One March night, Rick Van Noy and his son, Sam, took to the woods in hopes of spotting vultures that roost inside the Radford city limits. They had been to this spot a couple of times before, but had not been successful in their quest to observe the scavengers.
This night, however, would be different.
As the two hiked through the darkness over sticks and snow, Van Noy stepped on a fallen branch. The breaking branch made a loud cracking sound that scared the vultures out of the trees and sent them soaring into the dark night.
“It spooked us both, but it was exhilarating too,” said Van Noy, a professor of English at Radford University.
Chasing after vultures is just one of the many adventures Van Noy embarks upon with Sam, who is 10 years-old, and his daughter Elliot, who is 9. They swim and fish. They ski in the winter. They turn over rocks in search of salamanders. And sometimes they hike through the woods in search of timber rattlesnakes. Really!
(IN THE PHOTO: Rick Van Noy with his children, Sam and Elliot.)
“Sam love snakes,” Van Noy said of his son. “And he’s not afraid to pick them up.” And Elliot loves animals, too. She once helped nurture a baby opossum.
Those experiences with his children inspired Van Noy to write his most recent book, A Natural Sense of Wonder: Connecting Kids with Nature Through the Seasons. The book, released in June, is a collection of narrative essays recounting the Van Noy’s outdoor journeys. It also serves a guide for parents who want to move their kids away from TV’s warm, glowing warming glow and into creeks and tree houses.
“I wanted to celebrate these experiences,” Van Noy said of writing A Natural Sense of Wonder. “I think I sometimes develop my own sense of wonder through my kids’ eyes.”
Each chapter in the critically acclaimed book details activities that parents and children can do outside through each season, such as building a tree house in the fall, looking for a skating pond in the middle of winter, learning the difference between dragonflies and damselflies in the spring, and diving in a swimming hole in the summer.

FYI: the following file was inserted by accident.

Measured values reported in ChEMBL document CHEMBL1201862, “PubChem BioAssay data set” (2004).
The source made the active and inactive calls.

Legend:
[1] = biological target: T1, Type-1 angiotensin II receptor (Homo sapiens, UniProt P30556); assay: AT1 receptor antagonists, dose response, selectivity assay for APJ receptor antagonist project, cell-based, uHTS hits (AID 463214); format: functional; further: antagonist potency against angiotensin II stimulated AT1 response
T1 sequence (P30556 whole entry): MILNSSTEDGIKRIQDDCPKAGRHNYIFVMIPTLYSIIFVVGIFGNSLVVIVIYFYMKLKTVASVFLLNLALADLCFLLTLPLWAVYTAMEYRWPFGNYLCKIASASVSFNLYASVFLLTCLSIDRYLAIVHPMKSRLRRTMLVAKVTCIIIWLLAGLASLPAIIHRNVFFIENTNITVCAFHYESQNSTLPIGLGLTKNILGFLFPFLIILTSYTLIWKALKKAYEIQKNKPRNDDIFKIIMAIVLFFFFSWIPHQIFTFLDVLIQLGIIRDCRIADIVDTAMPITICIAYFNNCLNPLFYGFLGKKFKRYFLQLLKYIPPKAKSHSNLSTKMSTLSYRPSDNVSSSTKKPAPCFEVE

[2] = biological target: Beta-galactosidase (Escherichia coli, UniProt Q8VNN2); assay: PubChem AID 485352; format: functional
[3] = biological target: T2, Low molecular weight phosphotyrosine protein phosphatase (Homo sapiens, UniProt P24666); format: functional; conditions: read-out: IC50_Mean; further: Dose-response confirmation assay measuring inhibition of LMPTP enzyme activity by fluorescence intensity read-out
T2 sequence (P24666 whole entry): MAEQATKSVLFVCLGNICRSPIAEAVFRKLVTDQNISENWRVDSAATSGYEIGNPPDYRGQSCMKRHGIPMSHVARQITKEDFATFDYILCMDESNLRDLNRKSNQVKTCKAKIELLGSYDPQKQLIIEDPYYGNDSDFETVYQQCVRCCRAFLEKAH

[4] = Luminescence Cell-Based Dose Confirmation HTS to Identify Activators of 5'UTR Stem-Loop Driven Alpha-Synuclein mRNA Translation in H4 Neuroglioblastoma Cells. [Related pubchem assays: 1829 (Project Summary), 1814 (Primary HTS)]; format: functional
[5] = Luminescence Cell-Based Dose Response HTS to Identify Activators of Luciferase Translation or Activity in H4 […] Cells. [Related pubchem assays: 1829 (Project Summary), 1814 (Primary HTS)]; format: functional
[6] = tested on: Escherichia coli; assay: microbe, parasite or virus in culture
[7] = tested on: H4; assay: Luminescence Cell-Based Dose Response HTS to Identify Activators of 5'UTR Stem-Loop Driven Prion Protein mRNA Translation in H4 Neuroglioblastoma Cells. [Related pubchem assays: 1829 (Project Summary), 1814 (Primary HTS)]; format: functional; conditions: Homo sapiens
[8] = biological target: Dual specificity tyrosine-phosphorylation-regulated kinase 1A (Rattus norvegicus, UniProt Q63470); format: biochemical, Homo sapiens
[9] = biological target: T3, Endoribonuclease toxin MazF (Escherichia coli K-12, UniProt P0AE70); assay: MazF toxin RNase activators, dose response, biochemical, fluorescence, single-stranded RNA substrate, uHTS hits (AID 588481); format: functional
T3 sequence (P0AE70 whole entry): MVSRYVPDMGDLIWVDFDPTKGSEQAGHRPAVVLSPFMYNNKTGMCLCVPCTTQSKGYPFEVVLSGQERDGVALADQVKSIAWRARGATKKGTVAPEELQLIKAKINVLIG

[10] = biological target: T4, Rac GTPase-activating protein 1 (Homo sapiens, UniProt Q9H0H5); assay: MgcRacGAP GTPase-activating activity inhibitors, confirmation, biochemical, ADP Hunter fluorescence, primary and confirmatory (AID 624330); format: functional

Van Noy encourages parents to do as much as possible to get their children outside, even if it’s just a walk around the neighborhood.
“Don’t be afraid to give it a try and get out,” Van Noy said. “It’s amazing how restorative a walk outside can be and how good it can be for you. There are physical and cognitive benefits as well as ecological benefits. How do you teach kids to care about rivers and animals if they don’t have a relationship with nature?”
Van Noy also takes his writing students outside as well. His creative writing class visits the New River four times a year and writes about the changes they observe around the river during each visit. “It’s a good way to get students away from their immediate concerns, and away from iPods and cell phones,” the professor said. “I think it helps them connect with a larger community and a larger world.”
Helping parents help their kids connect to a larger world is a mission Van Noy cherishes. He grew up as an adventurous kid in New Jersey, near the place where George Washington crossed the Delaware River, exploring all the outdoors wonders of his neighborhood and beyond. Now, as a parent and a college professor, Van Noy wants to help kids, and people of all ages, to learn to explore the beauty and possibilities that lie just beyond the front porch…. even the vultures.